We remain fully committed to local farmers and producers, many of whom are P6. Look for the blue local shelf tags, as you always have, for non-P6 local items. Local is merely one piece of the equation; geography alone doesn't create the kind of economy P6 strives for.

What is Seward Co-op’s definition of local?
At Seward Co-op, products are considered local if:
• They are grown or produced in the five-state region (MN, WI, IA, ND, SD);
• Some level of production (beyond repackaging) takes place locally.

Where can I get P6 products?
At the above-mentioned retail co-ops!

What does the name "P6" mean?
The name P6 comes from the 6th principle of cooperation, which is Cooperation Among Cooperatives, and that's a key aspect of why Seward Co-op values P6 so highly. We hope that Seward's cooperation with the other co-op members of P6 inspires you to support your co-op, your area producers, and the equitable relationships embodied in a co-op supply chain.

The complete list of seven principles was originally created by the International Co-operative Alliance in 1895, and they are:

1. Voluntary and Open Membership
Co-operatives are voluntary organisations, open to all persons able to use their services and willing to accept the responsibilities of membership, without gender, social, racial, political or religious discrimination.

2. Democratic Member Control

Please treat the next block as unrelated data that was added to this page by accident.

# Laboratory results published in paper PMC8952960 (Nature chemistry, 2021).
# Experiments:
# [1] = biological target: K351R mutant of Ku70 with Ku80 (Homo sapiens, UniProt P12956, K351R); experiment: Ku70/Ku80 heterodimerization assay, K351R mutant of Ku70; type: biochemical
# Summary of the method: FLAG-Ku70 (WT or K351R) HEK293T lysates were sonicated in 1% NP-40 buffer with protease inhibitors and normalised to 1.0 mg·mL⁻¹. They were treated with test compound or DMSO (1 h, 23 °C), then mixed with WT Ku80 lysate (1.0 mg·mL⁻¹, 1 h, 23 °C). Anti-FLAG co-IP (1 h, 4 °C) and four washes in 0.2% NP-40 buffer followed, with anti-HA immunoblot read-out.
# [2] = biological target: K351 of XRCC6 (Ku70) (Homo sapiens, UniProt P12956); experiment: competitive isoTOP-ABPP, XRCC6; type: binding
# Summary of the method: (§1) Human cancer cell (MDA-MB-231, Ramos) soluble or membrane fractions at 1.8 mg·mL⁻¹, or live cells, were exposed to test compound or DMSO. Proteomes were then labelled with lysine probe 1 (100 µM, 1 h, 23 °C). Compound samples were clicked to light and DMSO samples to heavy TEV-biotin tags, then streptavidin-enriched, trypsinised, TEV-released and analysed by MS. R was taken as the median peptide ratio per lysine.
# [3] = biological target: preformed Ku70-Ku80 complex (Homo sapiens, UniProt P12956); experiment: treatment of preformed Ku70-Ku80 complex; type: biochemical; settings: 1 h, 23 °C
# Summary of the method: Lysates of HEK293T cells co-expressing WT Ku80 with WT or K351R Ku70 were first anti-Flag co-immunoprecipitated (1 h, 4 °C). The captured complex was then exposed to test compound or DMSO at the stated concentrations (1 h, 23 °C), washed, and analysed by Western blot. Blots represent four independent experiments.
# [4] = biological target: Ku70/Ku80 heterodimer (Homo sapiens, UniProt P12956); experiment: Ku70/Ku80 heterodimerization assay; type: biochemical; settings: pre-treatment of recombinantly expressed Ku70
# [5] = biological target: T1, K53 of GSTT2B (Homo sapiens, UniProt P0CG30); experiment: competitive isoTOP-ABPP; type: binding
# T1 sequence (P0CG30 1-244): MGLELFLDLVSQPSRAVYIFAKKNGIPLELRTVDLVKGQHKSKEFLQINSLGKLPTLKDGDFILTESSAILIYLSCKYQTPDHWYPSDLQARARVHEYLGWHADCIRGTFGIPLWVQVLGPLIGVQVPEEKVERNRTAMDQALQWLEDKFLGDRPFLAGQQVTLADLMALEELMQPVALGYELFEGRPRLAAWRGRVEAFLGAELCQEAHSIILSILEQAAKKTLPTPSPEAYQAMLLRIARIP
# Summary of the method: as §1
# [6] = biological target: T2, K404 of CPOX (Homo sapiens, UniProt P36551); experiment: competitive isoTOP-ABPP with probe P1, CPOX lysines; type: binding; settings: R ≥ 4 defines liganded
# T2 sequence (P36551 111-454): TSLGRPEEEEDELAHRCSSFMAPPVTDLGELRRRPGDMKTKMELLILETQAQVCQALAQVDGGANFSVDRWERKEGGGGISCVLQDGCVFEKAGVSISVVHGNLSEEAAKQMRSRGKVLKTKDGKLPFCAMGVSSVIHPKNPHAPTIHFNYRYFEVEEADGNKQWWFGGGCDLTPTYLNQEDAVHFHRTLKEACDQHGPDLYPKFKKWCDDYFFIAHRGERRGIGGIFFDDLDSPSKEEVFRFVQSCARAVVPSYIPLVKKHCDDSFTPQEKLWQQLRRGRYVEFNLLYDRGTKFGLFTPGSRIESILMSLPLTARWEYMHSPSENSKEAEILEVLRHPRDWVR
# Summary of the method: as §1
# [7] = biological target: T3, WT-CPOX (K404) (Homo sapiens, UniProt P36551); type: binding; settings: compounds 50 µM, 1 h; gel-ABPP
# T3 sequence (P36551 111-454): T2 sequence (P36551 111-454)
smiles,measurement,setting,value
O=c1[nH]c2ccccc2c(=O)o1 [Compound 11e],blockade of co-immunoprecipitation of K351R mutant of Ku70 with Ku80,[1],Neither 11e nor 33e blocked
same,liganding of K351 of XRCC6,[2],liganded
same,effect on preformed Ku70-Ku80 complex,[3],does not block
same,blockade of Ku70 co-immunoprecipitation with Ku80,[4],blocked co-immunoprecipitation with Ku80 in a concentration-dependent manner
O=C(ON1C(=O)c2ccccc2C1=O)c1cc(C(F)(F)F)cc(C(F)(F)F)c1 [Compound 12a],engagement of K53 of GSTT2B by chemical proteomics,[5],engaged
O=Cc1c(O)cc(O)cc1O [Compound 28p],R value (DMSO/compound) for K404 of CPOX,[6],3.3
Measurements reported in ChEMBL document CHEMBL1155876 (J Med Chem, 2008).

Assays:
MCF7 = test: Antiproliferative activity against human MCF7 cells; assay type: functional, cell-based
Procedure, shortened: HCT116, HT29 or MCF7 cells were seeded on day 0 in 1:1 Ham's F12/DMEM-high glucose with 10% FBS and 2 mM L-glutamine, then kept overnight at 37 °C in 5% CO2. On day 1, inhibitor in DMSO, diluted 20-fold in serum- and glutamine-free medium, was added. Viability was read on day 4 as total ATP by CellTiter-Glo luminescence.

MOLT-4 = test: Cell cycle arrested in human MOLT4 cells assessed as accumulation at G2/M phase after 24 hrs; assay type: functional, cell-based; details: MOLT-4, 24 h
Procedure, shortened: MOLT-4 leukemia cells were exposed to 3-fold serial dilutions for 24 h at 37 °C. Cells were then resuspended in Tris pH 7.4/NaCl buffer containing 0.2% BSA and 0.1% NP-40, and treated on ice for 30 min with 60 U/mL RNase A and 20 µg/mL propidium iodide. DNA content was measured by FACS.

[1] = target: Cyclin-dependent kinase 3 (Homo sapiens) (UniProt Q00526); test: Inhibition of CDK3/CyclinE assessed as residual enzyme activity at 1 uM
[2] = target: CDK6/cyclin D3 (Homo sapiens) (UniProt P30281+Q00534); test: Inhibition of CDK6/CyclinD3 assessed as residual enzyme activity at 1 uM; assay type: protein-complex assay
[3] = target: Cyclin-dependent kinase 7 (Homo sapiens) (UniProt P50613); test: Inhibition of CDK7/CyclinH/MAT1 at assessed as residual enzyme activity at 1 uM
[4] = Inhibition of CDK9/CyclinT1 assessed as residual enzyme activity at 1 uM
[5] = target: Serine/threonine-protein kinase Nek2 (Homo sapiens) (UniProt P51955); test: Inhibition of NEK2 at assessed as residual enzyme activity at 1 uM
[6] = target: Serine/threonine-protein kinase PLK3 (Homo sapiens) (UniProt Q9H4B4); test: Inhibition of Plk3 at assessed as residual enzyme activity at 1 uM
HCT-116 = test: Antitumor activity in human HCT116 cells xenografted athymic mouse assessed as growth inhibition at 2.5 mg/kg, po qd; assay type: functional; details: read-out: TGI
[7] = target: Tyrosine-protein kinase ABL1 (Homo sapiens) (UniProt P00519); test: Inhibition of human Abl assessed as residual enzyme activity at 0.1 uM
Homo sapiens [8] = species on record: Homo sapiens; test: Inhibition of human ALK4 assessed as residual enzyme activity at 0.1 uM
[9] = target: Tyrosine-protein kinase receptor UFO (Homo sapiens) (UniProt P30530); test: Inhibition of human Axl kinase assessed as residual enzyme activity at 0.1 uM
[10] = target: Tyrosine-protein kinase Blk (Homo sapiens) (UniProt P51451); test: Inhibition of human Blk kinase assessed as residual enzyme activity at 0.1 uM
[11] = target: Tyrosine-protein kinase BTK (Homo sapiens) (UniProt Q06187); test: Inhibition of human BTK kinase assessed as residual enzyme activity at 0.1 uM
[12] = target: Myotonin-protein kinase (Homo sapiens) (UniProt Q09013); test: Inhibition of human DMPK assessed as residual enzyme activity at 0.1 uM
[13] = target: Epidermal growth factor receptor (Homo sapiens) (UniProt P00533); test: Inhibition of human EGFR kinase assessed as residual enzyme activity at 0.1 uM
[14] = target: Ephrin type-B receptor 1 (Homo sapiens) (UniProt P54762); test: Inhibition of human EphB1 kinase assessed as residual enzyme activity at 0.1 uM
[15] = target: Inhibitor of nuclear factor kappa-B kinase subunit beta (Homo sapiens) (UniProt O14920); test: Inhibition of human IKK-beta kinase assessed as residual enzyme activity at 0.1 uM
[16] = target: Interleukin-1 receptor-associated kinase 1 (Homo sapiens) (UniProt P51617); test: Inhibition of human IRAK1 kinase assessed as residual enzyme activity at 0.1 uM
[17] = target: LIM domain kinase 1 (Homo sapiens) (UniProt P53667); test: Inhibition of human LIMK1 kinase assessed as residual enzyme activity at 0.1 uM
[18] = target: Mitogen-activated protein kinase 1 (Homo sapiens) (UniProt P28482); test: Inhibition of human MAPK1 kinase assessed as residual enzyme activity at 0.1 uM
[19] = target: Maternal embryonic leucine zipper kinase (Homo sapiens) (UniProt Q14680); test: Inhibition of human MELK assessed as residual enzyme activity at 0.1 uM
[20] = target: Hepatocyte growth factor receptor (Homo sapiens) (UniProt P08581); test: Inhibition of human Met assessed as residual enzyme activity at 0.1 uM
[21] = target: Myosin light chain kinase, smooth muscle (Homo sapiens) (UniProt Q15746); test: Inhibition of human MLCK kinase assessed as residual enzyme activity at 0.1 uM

Co-operatives are democratic organisations controlled by their members, who actively participate in setting their policies and making decisions. Men and women serving as elected representatives are accountable to the membership. In primary co-operatives members have equal voting rights (one member, one vote) and co-operatives at other levels are also organised in a democratic manner.

3. Member Economic Participation
Members contribute equitably to, and democratically control, the capital of their co-operative. At least part of that capital is usually the common property of the co-operative. Members usually receive limited compensation, if any, on capital subscribed as a condition of membership. Members allocate surpluses for any or all of the following purposes: developing their co-operative, possibly by setting up reserves, part of which at least would be indivisible; benefiting members in proportion to their transactions with the co-operative; and supporting other activities approved by the membership.

4. Autonomy and Independence
Co-operatives are autonomous, self-help organisations controlled by their members. If they enter into agreements with other organisations, including governments, or raise capital from external sources, they do so on terms that ensure democratic control by their members and maintain their co-operative autonomy.

5. Education, Training and Information
Co-operatives provide education and training for their members, elected representatives, managers, and employees so they can contribute effectively to the development of their co-operatives. They inform the general public - particularly young people and opinion leaders - about the nature and benefits of co-operation.

6. Co-operation among Co-operatives
Co-operatives serve their members most effectively and strengthen the co-operative movement by working together through local, national, regional and international structures.

7. Concern for Community
Co-operatives work for the sustainable development of their communities through policies approved by their members.